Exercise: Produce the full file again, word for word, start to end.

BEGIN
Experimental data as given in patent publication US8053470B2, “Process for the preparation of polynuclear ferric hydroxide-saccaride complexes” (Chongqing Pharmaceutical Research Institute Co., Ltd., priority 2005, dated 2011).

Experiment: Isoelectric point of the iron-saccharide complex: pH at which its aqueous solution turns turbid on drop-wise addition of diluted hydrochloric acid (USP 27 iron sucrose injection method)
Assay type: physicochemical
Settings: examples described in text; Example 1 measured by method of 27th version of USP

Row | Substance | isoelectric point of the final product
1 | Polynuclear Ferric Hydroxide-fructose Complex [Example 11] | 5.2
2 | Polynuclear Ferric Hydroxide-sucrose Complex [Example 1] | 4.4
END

Experimental data as given in patent publication US8053470B2, “Process for the preparation of polynuclear ferric hydroxide-saccaride complexes” (Chongqing Pharmaceutical Research Institute Co., Ltd., priority 2005, dated 2011).

Experiment: Isoelectric point of the iron-saccharide complex: pH at which its aqueous solution turns turbid on drop-wise addition of diluted hydrochloric acid (USP 27 iron sucrose injection method)
Assay type: physicochemical
Settings: examples described in text; Example 1 measured by method of 27th version of USP

Row | Substance | isoelectric point of the final product
1 | Polynuclear Ferric Hydroxide-fructose Complex [Example 11] | 5.2
2 | Polynuclear Ferric Hydroxide-sucrose Complex [Example 1] | 4.4